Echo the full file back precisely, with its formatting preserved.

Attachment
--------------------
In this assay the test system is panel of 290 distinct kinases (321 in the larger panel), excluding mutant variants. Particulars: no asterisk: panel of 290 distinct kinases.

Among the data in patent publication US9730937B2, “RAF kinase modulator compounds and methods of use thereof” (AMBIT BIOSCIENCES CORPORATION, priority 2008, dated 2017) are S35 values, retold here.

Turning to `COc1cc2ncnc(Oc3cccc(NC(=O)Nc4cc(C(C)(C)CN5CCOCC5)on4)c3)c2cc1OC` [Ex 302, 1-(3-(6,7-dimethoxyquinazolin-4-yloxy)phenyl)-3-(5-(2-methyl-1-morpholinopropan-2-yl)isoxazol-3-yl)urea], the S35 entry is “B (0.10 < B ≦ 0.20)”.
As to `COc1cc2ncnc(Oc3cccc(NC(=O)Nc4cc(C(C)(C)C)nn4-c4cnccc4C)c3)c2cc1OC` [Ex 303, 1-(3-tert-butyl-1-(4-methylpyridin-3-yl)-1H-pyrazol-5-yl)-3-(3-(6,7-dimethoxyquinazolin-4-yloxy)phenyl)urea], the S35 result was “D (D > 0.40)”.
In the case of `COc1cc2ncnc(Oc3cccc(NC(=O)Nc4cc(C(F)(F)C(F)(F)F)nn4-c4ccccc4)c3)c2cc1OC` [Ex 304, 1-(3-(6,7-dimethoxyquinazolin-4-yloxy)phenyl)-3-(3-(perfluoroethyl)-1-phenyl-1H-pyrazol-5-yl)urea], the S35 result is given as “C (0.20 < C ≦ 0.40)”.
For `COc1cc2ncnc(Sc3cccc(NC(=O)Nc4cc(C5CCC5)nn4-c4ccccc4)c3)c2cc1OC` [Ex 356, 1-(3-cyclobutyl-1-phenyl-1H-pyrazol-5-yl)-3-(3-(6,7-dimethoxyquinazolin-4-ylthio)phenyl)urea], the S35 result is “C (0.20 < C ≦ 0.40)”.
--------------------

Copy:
In this assay the test system is panel of 290 distinct kinases (321 in the larger panel), excluding mutant variants. Particulars: no asterisk: panel of 290 distinct kinases.

Among the data in patent publication US9730937B2, “RAF kinase modulator compounds and methods of use thereof” (AMBIT BIOSCIENCES CORPORATION, priority 2008, dated 2017) are S35 values, retold here.

Turning to `COc1cc2ncnc(Oc3cccc(NC(=O)Nc4cc(C(C)(C)CN5CCOCC5)on4)c3)c2cc1OC` [Ex 302, 1-(3-(6,7-dimethoxyquinazolin-4-yloxy)phenyl)-3-(5-(2-methyl-1-morpholinopropan-2-yl)isoxazol-3-yl)urea], the S35 entry is “B (0.10 < B ≦ 0.20)”.
As to `COc1cc2ncnc(Oc3cccc(NC(=O)Nc4cc(C(C)(C)C)nn4-c4cnccc4C)c3)c2cc1OC` [Ex 303, 1-(3-tert-butyl-1-(4-methylpyridin-3-yl)-1H-pyrazol-5-yl)-3-(3-(6,7-dimethoxyquinazolin-4-yloxy)phenyl)urea], the S35 result was “D (D > 0.40)”.
In the case of `COc1cc2ncnc(Oc3cccc(NC(=O)Nc4cc(C(F)(F)C(F)(F)F)nn4-c4ccccc4)c3)c2cc1OC` [Ex 304, 1-(3-(6,7-dimethoxyquinazolin-4-yloxy)phenyl)-3-(3-(perfluoroethyl)-1-phenyl-1H-pyrazol-5-yl)urea], the S35 result is given as “C (0.20 < C ≦ 0.40)”.
For `COc1cc2ncnc(Sc3cccc(NC(=O)Nc4cc(C5CCC5)nn4-c4ccccc4)c3)c2cc1OC` [Ex 356, 1-(3-cyclobutyl-1-phenyl-1H-pyrazol-5-yl)-3-(3-(6,7-dimethoxyquinazolin-4-ylthio)phenyl)urea], the S35 result is “C (0.20 < C ≦ 0.40)”.